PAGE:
Military Movements Review: December
YGTV’s article series continues - each month, David Sanchez will review military visits to the Rock. Drawing on his in-depth knowledge and photographic skills, the articles will provide readers with valuable background facts to the aircraft and vessels that pop into the Rock.
By David Sanchez
As predicted in my last article, 2020 left the best for last. A very busy month in the air was to be had as RAF transport visits continued unabated and at sea, we were treated to perhaps one of the most exciting arrivals in a very long time.
December was a month where there was hardly a day without a military aircraft seen parked at RAF Gibraltar from start to finish. Our perennial friend the A400 was first to land with ZM401 calling in on the 3rd.
The next day we had the rare and always head turning sight of a United States Navy C130T Hercules, specifically ‘165161’. Veteran observers will always keep their fingers crossed when one of these machines arrive as they are often harbingers of further exciting visits and this was certainly the case as shall be explained later in the article!
We were then treated to the sights and sounds of the first of many RAF C17 visits with ZZ178 rumbling in on the 5th of the month with her sister airframe ZZ174 following her on the 7th, the same day that A400 ZM406 called in, giving us the rare sight of two transport aircraft of two different types at RAF Gibraltar. Our C17 hat trick was completed the next day with ZZ173 calling in and operating daily over the next few days. ZM403’s arrival on the 11th heralded a short pause in visits until the old workhorse that is the RAF C130 Hercules completed a most interesting month in the air with ZH870 giving us twin visits on the 19th and 20th. We therefore once again had 3 different types of RAF heavy lift transport machines in Gibraltar this month as well as two Hercules operated by two different services. For once a bit of variety was to be had!
At sea December kicked off with the visit of the year in my humble opinion. On the first day of the month the secretive and highly capable United States Navy nuclear powered attack submarine USS Seawolf gave us the second visit of her career thus far. What differed to previous submarine visits was the pleasing amount of official public relations and social media cover given to her by the US Navy and associated accounts. This marks a big departure from the past and it is hoped that it is a sign of increased presence by Uncle Sam on the Rock!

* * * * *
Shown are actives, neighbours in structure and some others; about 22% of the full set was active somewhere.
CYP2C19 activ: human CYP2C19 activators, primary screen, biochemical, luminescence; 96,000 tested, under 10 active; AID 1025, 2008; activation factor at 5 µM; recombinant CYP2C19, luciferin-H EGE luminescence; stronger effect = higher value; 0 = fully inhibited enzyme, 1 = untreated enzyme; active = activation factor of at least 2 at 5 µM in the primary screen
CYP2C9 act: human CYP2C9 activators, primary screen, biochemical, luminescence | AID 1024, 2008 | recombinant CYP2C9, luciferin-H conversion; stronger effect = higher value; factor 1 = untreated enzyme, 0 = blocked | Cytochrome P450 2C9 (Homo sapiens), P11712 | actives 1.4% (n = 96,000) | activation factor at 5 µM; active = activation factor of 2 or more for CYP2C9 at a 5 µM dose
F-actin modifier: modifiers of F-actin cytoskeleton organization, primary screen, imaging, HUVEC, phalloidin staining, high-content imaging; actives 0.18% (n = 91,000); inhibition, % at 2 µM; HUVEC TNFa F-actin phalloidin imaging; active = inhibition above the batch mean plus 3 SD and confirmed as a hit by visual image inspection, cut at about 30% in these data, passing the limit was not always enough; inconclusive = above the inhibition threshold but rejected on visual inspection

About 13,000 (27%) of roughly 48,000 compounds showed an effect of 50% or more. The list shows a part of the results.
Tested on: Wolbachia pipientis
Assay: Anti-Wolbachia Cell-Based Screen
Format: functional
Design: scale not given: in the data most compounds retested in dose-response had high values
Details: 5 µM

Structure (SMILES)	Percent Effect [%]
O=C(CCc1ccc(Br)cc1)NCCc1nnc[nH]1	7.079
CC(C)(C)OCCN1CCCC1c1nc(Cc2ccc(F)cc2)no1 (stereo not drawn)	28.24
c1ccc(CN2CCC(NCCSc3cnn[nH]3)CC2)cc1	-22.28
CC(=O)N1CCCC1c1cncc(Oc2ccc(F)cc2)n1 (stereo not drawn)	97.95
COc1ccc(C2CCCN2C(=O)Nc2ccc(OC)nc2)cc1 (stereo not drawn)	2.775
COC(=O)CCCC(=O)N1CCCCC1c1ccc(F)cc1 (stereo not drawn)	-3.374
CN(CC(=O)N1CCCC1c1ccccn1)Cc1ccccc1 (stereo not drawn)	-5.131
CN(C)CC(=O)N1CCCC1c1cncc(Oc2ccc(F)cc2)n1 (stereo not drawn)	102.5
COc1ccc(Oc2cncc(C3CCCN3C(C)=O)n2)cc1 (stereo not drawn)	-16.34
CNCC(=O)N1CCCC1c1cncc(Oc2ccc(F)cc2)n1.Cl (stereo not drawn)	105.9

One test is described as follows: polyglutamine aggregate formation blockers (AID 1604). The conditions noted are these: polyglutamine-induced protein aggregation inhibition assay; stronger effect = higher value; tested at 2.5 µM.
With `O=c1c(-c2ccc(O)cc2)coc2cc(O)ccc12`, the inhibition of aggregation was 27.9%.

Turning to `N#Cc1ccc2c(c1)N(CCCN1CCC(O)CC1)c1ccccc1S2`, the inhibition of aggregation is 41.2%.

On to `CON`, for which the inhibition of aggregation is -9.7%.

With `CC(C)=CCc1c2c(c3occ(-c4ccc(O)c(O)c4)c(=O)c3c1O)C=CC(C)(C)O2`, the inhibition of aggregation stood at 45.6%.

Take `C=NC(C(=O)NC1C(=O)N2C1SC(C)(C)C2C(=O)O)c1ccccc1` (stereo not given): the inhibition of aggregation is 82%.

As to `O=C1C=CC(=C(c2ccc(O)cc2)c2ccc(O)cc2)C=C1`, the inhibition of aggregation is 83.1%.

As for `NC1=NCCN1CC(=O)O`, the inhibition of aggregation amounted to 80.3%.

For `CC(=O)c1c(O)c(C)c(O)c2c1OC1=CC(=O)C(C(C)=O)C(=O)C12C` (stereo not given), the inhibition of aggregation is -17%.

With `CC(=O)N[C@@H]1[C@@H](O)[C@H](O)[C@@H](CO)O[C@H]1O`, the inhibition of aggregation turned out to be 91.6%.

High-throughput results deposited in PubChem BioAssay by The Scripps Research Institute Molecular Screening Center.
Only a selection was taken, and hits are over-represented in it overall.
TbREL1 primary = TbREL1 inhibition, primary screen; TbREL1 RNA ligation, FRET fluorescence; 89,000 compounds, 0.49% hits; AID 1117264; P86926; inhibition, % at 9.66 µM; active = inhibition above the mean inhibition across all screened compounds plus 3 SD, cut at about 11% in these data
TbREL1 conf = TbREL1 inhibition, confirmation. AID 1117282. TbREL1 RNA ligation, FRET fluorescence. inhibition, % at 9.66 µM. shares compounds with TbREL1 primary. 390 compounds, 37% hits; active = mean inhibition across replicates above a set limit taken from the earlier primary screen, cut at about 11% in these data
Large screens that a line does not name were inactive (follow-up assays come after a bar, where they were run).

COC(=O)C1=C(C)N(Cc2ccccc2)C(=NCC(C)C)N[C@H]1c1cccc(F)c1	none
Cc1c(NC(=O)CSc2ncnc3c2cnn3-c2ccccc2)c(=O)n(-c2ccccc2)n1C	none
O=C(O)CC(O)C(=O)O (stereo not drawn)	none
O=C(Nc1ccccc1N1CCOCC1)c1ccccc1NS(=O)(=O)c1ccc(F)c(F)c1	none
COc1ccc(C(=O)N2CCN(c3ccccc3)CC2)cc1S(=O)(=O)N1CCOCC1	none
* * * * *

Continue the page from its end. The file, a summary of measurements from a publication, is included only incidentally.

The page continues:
The very next day Gibraltar played host to the United Kingdom Border Force Cutter Valiant who was homeward bound from the Mediterranean after a length deployment. It is always a great pleasure to host these hard-worked vessels and their friendly and professional crews. In many ways it was the return of an old friend.
‘Our own’ Batch 2 River class patrol boat HMS Trent then visited on the 7th before two visits by United States Department of Defense charter vessels, the vehicles carrier Liberty Pride on the 10th and the oiler Overseas Mykonos on the 30th ended a month to remember.
On the whole for 2020 my figures show that air visits to Gibraltar are higher than has been seen for a very long time and the British mission to Mali has played a large albeit temporal part in driving figures up. We once again are left without the stirring sight of fast jets or even Hawk trainers and barring the few days in September it was an almost barren year for rotorcraft. In good news however we have had a veritable air show of transport aircraft of all types to keep our eyes glued to the skies and Uncle Sam hasn’t been the stranger he often was. For 2021 we fervently hope that this time the maiden visit of the P8 Maritime Patrol Aircraft cannot be too far away!
At sea we were down a few visits from 2019 but that is to be expected given the global pandemic. It was however highly reassuring to finally welcome HMS Trent to the Med although slightly worrying that she has since returned to UK waters and we eagerly await her return. Among the highlights of the year were the visit by the Littoral Strike Group Experimental (LRGX) deployment in September and the visits by both USNS Medgar Ever and Seawolf. There is cause for optimism as we await the maiden deployment of the HMS Queen Elizabeth carrier group to the Mediterranean and further afield as stated by official MoD sources, it is to be hoped that we will play a not too small part in that!
As the new year is ushered in with unfortunately ever rising COVID cases and a new lockdown, we may expect an understandably slow January but from the safety of my balcony I will do my best to keep abreast of things and hopefully spread some enthusiasm via these pages. Please do stay safe and adhere to the rules and we hope for better days